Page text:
This time of year, it’s not uncommon to hear about an uptick in coyote sightings around the state. That’s because coyotes are more visible during their breeding season (January to March), as well as in the spring and summer months when they’re caring for pups.
Coyotes are extremely adaptable and can be found just about everywhere: in forests, fields, farmlands, backyards, neighborhoods and cities. They’ve learned to survive in urban landscapes throughout Michigan. When food sources are available – things like trash bins, bird feeders and pet food – coyotes may become more comfortable around people.
To minimize potential conflicts and protect your small pets, DNR furbearer specialist Adam Bump has a few suggestions.
“The first thing to remember is never to intentionally feed or try to tame a coyote; leave wildlife in the wild,” Bump said. “Remove those appealing food sources, fence off your gardens and fruit trees, clear out wood and brush piles, and accompany your pets outdoors rather than letting them roam free.”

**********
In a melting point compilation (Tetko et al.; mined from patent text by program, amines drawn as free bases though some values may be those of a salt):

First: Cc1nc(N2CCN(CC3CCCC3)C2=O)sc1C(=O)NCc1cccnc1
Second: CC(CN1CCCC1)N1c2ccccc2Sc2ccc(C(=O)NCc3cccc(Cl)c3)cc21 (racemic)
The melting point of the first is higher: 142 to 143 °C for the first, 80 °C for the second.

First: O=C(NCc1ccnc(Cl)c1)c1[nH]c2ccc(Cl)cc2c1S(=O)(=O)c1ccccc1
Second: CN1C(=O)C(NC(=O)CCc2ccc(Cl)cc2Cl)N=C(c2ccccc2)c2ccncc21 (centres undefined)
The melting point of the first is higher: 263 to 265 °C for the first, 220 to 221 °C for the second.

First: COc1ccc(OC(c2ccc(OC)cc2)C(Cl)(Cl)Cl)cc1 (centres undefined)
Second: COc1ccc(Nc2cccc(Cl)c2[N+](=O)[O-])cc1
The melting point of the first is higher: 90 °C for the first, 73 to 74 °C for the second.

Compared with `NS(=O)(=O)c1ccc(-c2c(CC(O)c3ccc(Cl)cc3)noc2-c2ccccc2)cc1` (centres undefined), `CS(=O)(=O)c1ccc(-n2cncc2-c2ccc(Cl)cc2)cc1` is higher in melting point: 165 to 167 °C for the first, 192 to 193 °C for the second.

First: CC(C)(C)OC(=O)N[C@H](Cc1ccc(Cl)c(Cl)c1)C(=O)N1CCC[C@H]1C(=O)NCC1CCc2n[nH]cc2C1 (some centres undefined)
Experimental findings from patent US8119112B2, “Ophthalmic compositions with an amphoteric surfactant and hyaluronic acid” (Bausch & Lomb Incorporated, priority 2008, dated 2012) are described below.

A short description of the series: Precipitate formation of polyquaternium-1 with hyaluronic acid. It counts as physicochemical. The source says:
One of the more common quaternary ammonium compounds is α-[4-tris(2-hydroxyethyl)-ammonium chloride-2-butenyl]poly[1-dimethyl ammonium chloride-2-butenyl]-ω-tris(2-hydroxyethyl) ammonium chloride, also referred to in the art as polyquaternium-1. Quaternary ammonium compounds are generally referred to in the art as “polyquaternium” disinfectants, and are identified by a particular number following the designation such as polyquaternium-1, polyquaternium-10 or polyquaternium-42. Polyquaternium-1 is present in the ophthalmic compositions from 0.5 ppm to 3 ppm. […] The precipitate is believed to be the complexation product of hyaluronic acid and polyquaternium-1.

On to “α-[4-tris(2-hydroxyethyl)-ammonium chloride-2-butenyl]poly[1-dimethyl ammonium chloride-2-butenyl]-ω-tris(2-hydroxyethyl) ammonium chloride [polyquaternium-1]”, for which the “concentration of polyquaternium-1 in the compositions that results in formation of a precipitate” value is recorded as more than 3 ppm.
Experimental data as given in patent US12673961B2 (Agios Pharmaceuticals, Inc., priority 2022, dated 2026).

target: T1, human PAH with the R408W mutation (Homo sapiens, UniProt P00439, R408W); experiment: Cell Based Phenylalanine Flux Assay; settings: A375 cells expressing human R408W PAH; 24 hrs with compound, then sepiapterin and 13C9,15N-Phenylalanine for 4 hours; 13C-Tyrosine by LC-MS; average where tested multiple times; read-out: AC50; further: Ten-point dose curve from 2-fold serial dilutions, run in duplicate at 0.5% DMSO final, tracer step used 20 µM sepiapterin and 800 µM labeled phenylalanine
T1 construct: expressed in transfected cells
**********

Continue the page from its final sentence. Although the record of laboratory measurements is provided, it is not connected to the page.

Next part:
Additionally, there are some hunting and removal options:
Coyote hunting is open year-round. Michigan residents need a valid base license to hunt them. See the current-year Fur Harvester Digest for coyote hunting and trapping regulations.
On private property where coyotes are doing or about to do damage, a property owner or designee can take coyotes year-round; a license or written permit is not needed.
A permitted nuisance control business can assist in the safe removal of problem animals in urban or residential areas.
Get more tips on understanding this species in the Coexisting with Urban Coyotes video or on the DNR’s coyotes webpage. Questions? Contact Hannah Schauer, 517-388-9678.
Consejos para prevenir conflictos en caso de que vea a un coyote